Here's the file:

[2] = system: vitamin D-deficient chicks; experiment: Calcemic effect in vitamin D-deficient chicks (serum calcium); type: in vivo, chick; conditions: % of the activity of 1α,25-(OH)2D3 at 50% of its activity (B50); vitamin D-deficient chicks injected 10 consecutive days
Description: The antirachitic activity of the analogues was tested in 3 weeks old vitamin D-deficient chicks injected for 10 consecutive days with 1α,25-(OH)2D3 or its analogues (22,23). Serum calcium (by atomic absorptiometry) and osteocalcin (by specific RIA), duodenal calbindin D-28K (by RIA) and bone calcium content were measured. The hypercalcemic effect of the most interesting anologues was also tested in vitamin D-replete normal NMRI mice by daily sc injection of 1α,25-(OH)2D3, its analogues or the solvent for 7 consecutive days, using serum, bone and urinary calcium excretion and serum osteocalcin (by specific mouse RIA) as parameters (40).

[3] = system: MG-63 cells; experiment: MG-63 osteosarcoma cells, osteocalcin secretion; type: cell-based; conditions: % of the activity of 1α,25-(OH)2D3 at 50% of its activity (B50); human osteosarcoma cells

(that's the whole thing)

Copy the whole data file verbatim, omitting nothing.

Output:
[2] = system: vitamin D-deficient chicks; experiment: Calcemic effect in vitamin D-deficient chicks (serum calcium); type: in vivo, chick; conditions: % of the activity of 1α,25-(OH)2D3 at 50% of its activity (B50); vitamin D-deficient chicks injected 10 consecutive days
Description: The antirachitic activity of the analogues was tested in 3 weeks old vitamin D-deficient chicks injected for 10 consecutive days with 1α,25-(OH)2D3 or its analogues (22,23). Serum calcium (by atomic absorptiometry) and osteocalcin (by specific RIA), duodenal calbindin D-28K (by RIA) and bone calcium content were measured. The hypercalcemic effect of the most interesting anologues was also tested in vitamin D-replete normal NMRI mice by daily sc injection of 1α,25-(OH)2D3, its analogues or the solvent for 7 consecutive days, using serum, bone and urinary calcium excretion and serum osteocalcin (by specific mouse RIA) as parameters (40).

[3] = system: MG-63 cells; experiment: MG-63 osteosarcoma cells, osteocalcin secretion; type: cell-based; conditions: % of the activity of 1α,25-(OH)2D3 at 50% of its activity (B50); human osteosarcoma cells